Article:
Every day we have a list of chores for our kids to do.  Usually they are doing around two to four chores each day which includes helping to pick up the house, bringing down the dirty clothes basket, cleaning the landing, watering plants, vacuuming, etc.  For every chore that our child completes they get a rock.  They can also earn up to three rocks per day based on their attitude while cleaning: happy heart, fast feet, diligent hands.  We are working together to fill a jar, when the jar is full we get a fun family activity.  For these jobs their is a reward but it's aimed at building family togetherness.
Sweet Pea with the elephant she worked several weeks to save up for.  We were so proud of her!

Paid Jobs:

We adapted this system from some friends.  We loved what they were doing but needed to modify it for our family.  Tony and I don't believe a child should necessarily get paid to do regular household jobs, we also don't believe in allowances.  However, we do want our children to learn about budgeting, tithing, and wise spending.

Each Saturday we make a list of "above and beyond jobs" for the kids.  This includes everything from washing down walls to picking up sticks in the yard to cleaning out the van.  These are jobs that we do not require our children to do on a regular basis but may need done on that Saturday.  Each job is given an amount of money its worth.

Starting with the earliest riser (past 6 am) and going to the latest riser we give the kids a chance to choose jobs.  We do not require that they sign up for a job, but if they do its theirs.  "Pay day" is at 5 pm.  We do not hound, pester, or remind the kids of their jobs.  If they are not done by 5 pm then they get to do the job for free.

Side Note: Due to Little Man's disabilities we tend to steer him to certain jobs.  We also require him to do his job immediately after breakfast.  He does not have to sign up for a job.  However, he does not understand the consequences of not working, so we do not allow him a choice in the matter.

It works like a charm.  We get a ton of work done very quickly on Saturday mornings, our kids are learning some great life skills, and they are learning money management.  It's also fun to see their desire to buy something drop when the realize that it's their money they must spend.  The first three weekends we did this we had a couple of kiddos work for free.  On occasion a child will decide playing outside or watching a movie is more fun the working and time slips away.  However, MOST of the fight of work is gone.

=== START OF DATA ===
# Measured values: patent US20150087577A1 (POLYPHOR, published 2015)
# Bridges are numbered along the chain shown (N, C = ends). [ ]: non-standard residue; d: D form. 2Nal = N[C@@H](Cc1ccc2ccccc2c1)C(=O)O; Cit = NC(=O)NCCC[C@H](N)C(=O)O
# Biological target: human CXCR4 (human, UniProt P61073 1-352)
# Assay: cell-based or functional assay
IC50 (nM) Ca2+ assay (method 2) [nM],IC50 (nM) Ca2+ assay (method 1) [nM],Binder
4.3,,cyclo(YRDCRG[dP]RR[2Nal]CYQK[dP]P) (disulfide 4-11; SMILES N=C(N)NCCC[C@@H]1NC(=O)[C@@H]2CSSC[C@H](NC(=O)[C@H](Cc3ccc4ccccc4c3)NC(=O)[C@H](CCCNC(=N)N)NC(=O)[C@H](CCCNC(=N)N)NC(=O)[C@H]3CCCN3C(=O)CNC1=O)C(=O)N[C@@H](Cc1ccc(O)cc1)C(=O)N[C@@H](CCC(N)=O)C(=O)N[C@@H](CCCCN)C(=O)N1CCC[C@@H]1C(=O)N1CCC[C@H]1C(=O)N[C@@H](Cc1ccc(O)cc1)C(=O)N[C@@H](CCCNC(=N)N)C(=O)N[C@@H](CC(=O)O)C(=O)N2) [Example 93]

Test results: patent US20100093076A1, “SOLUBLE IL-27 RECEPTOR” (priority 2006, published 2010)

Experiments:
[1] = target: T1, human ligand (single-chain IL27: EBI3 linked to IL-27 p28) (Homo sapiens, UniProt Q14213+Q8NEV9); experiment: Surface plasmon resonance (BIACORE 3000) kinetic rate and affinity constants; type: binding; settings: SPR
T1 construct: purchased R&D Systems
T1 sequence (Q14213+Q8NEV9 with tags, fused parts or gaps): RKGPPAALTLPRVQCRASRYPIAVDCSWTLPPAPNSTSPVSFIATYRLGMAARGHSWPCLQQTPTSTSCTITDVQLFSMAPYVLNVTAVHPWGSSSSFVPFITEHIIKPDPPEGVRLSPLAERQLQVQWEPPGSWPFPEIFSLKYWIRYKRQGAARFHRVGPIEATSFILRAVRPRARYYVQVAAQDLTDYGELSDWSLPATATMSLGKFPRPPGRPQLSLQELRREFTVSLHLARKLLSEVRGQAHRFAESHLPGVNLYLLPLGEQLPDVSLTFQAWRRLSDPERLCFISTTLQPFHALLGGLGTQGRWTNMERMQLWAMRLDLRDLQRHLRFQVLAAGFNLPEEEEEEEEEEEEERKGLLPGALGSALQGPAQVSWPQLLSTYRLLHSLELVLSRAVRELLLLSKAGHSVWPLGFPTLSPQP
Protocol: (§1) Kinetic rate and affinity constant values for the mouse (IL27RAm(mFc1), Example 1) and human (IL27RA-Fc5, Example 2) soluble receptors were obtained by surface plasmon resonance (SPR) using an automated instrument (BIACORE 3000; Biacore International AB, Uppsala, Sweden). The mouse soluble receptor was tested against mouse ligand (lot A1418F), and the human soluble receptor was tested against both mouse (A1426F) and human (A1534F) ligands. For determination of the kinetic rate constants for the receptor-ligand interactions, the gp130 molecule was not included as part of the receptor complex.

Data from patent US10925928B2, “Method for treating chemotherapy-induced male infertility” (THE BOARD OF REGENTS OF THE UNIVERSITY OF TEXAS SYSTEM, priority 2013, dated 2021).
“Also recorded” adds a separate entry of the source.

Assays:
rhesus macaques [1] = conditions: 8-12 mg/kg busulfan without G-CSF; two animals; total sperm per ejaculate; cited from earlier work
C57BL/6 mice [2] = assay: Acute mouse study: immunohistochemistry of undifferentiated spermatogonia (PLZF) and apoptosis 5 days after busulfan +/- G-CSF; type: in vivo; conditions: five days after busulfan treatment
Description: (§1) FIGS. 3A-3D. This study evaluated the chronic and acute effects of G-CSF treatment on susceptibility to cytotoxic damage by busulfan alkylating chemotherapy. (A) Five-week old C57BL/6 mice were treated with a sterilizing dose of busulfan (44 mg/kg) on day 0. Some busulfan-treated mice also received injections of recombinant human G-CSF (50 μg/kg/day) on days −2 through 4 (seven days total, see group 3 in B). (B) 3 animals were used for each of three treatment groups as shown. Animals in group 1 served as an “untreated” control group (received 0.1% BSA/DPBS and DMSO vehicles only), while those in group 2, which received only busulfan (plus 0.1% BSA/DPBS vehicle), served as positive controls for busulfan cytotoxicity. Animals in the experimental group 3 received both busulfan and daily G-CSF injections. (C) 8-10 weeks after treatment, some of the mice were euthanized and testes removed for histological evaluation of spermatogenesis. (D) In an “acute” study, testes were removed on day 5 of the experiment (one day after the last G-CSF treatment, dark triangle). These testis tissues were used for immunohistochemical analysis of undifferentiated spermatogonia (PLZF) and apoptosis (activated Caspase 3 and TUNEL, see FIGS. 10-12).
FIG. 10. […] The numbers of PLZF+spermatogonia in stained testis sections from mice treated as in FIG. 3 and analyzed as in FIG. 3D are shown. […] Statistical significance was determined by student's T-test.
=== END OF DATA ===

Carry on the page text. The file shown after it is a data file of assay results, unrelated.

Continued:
How does your family handle chores?  Do you pay your child to work?  How do you handle money management?

Tuesday, May 27, 2014


Just a Note.  I want to do more life blogging.  We have family from all over the US that keeps up with the blog.  Also, everyday life blogs are some of my most popular.  So I would like to include everyday things that happen to us.  

You mean they had to do this EVERY time they wanted water???
This past weekend we headed about an hour away to camp.  Like many other people, we like to camp over Memorial Day weekend.  We've done it for the past few years.  Camping is so relaxing to us.

The first night we were there we noticed a family walking by.  I saw one black child, then another, and then a very white father.  In my mind my adoption/foster care feelers immediately went up.  The next morning their oldest began to become super friendly with our kids.

One thing led to another and a hike turned into a friendship.  After lots of fellowships with hikes, shared smores, and kids as playmates we walked away feeling incredibly blessed.  This family lives close to us, in fact we have several similar connections, not to hard in the type of circles and community we belong to.

Ok Mom.  I have my b-na-ku-ls.  Let's go camping!
This family greatly blessed us.  What a sweet connection and friendship.  The mom and I bonded over managing that thick curly hair, racial identity, homeschooling, and much more.  I kept telling Tony, it's such a God thing.  I'm so glad we exchanged information and we can stay in contact with this family.  It would be fun to camp with them again.  When I told Sweet Pea they lived in the same town that we went to church in she got incredibly excited.  Not that is an awesome friendship!

Thursday, May 15, 2014

Getting Rea: Where My True Ministry Lies

We are wrapping up a very busy season of our lives.  We have a few odds and ends to tie up.  Some bags to put away.  Things to gather into a box to give to those who need them.  However, the bulk of the work is done.  Our time to close out this chapter in our lives as the leaders of Awana has come.

For those of you who know us well, you know we have a heart beat for Awana.  We have been in it since we were in Cubbies (Preschool).  For me I am a Citation Award winner (10 books in 10 years, over a thousand verses memorized in since Cubbies).  We have a legacy of parents with a heart beat for Awana.  And we have been involved in almost every aspect of it from Quizzing to AwanaGames to the missionaries Ministry Board.